The City Council on Tuesday overwhelmingly approved raising Chicago’s minimum wage to $13 an hour by mid-2019 as the fate of a state plan to raise the statewide pay floor remains uncertain.
The 44-5 vote on the city minimum wage came as Mayor Rahm Emanuel and most aldermen gear up campaigns for re-election or higher office in the Feb. 24 election. Ald.Bob Fioretti, 2nd, and Cook County Commissioner Jesus “Chuy” Garcia are challenging Emanuel from the left of the political spectrum and aldermanic candidates are mounting similarly styled challenges in some wards.
Aldermen and the mayor have framed the minimum wage increase as a way to lift thousands of families, including many led by single mothers, out of poverty.
“Working Chicagoans deserve a raise,” Ald. Will Burns, 4th, who has led the council charge to boost the minimum wage, said before the vote. “They waited for action in Springfield. The waited for action in Washington, and while they waited, their wages remained stagnant while the cost of living continues to increase.”
“We look in our city, and we see the growing chasm between those who have and those who don’t,” Burns added. “Raising the minimum wage is not the solution to all of these problems, but it is a key step toward bringing greater equality, bringing greater justice and bringing greater democracy to our city.”
Chicago’s minimum-wage workers will see their first increase next July, when the rate increase to $10 an hour from the current statewide hourly rate of $8.25.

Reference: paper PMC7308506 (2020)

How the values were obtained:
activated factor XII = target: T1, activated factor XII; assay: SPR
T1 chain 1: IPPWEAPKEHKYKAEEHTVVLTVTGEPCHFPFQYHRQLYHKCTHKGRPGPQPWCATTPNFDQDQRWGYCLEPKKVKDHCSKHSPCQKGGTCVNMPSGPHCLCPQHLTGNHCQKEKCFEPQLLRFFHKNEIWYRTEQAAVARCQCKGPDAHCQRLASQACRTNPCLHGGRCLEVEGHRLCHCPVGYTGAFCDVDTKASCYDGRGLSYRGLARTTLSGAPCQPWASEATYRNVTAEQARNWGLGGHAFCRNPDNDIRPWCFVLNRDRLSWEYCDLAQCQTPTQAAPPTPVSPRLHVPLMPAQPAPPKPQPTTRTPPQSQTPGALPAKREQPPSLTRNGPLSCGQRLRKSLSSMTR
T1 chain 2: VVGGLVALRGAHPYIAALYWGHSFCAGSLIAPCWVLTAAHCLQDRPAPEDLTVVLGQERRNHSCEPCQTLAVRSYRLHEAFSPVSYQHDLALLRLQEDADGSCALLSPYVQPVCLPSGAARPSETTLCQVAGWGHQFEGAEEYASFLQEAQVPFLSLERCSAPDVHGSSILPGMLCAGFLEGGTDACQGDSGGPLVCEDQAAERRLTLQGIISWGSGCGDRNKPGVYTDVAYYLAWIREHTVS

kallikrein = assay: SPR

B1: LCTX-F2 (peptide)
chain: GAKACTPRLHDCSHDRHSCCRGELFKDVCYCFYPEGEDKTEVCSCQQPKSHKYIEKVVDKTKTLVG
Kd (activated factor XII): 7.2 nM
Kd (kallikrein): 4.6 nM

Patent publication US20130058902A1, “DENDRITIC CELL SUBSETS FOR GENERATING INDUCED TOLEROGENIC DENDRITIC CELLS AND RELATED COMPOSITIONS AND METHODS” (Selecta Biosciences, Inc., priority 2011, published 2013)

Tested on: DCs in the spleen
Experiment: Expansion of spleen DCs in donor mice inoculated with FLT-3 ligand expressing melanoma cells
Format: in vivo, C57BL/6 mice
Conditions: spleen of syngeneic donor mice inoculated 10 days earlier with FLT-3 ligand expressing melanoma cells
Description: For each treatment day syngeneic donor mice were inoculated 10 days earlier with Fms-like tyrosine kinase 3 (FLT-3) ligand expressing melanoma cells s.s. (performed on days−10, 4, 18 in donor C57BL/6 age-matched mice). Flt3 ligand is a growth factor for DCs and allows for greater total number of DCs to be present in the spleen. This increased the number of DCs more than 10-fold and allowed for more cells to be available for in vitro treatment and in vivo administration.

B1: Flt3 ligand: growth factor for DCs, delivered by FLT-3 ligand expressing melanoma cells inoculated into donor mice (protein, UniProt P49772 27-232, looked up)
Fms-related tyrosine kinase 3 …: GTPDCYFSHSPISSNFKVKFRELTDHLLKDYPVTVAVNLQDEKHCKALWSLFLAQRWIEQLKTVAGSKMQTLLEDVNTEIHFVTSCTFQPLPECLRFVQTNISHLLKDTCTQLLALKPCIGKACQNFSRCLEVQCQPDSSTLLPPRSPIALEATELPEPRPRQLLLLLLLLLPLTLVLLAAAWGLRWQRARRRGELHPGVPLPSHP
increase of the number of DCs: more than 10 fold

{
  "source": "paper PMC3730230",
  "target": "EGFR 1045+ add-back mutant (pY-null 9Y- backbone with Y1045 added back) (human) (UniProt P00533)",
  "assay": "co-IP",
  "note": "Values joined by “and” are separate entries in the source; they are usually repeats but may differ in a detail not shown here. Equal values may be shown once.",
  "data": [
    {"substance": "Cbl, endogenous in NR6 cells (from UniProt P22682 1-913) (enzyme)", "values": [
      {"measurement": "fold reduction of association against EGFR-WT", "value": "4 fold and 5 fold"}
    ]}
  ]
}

It then will increase by 50 cents in July 2016 and another 50 cents in July 2017. The minimum wage would go up $1 in July 2018 and $1 in July 2019 to reach $13 an hour.
After that, annual increases would be pegged to the local consumer price index, with a limit of 2.5 percent, if the unemployment rate stays below 8.5 percent.
Ald. Brendan Reilly, 42nd, and Ald. Tom Tunney, 44th, tried to use a parliamentary maneuver to delay the council vote with the mayor trying to move before state lawmakers vote on the issue. But the aldermen were outmaneuvered by supporters of the measure.
Reilly and Tunney were joined in voting against the measure by Ald. Matthew O’Shea, 19th; Ald. Mary O’Connor, 41st; and Ald. Michele Smith, 43rd. Ald. JoAnn Thompson, 16th, was absent.
All five aldermen who voted against the wage increase expressed fears that a higher minimum wage in Chicago could harm the profits of city businesses, lower city employment and put a dent in city sales and property tax revenue.
“If we raise the minimum wage in a responsible way, we could very well see an improved quality of life for many residents and a stronger local economy,” said O’Connor, who owns a deli and catering business. “If we do it wrong, if we decide to arbitrarily raise the wage to a level that hurts our businesses and stops the kind of growth that this city desperately needs, then we will be driving up costs on just about everything that you buy at our small businesses and, worse, bringing job creation to a screeching halt, hurting those individuals an increase in the minimum wage was meant to help.”
Noting that her Northwest Side ward borders several suburbs, O’Connor added, “Businesses in wards like mine will look to relocate elsewhere, like one block down the street in many instances. That means more vacant storefronts, less revenue for the city and more than likely a permanent freeze on our expansion plans.”